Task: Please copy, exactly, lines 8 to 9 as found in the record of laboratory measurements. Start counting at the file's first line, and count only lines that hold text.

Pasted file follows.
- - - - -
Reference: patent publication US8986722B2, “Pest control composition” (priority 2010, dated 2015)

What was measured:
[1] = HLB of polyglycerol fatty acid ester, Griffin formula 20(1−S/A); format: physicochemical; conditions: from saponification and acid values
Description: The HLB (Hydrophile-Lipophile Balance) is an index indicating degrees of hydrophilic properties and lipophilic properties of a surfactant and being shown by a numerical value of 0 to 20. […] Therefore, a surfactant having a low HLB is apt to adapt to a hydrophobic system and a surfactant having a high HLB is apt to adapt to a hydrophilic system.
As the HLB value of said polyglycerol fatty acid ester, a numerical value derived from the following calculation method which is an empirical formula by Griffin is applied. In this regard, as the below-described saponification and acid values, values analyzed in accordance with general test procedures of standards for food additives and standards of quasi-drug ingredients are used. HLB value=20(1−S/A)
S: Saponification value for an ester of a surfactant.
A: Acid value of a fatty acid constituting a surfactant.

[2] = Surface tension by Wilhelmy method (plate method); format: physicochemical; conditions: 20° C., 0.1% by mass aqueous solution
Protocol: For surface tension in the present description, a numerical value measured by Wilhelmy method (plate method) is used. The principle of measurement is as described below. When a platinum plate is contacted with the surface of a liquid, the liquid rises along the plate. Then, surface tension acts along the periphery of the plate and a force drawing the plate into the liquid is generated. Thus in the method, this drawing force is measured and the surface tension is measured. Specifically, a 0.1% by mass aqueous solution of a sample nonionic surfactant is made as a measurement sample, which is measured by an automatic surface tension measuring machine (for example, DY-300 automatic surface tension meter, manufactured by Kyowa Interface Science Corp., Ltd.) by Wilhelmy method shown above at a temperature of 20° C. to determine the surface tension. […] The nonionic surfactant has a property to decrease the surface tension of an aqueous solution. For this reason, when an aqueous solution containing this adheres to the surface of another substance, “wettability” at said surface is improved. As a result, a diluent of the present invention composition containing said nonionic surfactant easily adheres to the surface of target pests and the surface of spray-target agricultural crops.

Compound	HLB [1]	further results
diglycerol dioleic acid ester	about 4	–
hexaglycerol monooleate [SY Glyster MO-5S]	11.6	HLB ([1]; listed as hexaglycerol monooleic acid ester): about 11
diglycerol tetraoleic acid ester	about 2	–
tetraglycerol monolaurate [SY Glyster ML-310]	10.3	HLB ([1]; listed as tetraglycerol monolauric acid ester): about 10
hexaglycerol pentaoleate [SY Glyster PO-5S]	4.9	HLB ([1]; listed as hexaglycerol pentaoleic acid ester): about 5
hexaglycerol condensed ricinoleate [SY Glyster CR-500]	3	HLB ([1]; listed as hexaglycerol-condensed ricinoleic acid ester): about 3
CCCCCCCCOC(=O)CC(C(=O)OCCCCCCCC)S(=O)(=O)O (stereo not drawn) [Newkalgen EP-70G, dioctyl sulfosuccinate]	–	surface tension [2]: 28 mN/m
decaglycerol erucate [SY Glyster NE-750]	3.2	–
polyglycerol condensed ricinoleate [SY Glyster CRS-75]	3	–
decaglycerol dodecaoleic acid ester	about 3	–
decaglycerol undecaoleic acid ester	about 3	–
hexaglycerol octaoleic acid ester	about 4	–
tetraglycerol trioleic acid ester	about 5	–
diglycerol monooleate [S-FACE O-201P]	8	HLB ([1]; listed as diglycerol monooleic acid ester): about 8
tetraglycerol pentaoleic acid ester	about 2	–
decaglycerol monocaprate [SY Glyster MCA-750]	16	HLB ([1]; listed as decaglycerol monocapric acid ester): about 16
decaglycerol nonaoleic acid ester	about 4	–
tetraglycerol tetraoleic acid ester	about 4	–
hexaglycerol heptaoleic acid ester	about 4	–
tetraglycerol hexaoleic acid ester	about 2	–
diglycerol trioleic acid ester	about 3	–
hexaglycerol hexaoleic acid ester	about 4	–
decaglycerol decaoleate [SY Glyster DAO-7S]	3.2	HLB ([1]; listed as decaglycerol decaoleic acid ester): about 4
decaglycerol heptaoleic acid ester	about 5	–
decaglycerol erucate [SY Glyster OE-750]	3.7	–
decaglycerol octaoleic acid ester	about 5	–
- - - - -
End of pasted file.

[2] = Surface tension by Wilhelmy method (plate method); format: physicochemical; conditions: 20° C., 0.1% by mass aqueous solution
Protocol: For surface tension in the present description, a numerical value measured by Wilhelmy method (plate method) is used. The principle of measurement is as described below. When a platinum plate is contacted with the surface of a liquid, the liquid rises along the plate. Then, surface tension acts along the periphery of the plate and a force drawing the plate into the liquid is generated. Thus in the method, this drawing force is measured and the surface tension is measured. Specifically, a 0.1% by mass aqueous solution of a sample nonionic surfactant is made as a measurement sample, which is measured by an automatic surface tension measuring machine (for example, DY-300 automatic surface tension meter, manufactured by Kyowa Interface Science Corp., Ltd.) by Wilhelmy method shown above at a temperature of 20° C. to determine the surface tension. […] The nonionic surfactant has a property to decrease the surface tension of an aqueous solution. For this reason, when an aqueous solution containing this adheres to the surface of another substance, “wettability” at said surface is improved. As a result, a diluent of the present invention composition containing said nonionic surfactant easily adheres to the surface of target pests and the surface of spray-target agricultural crops.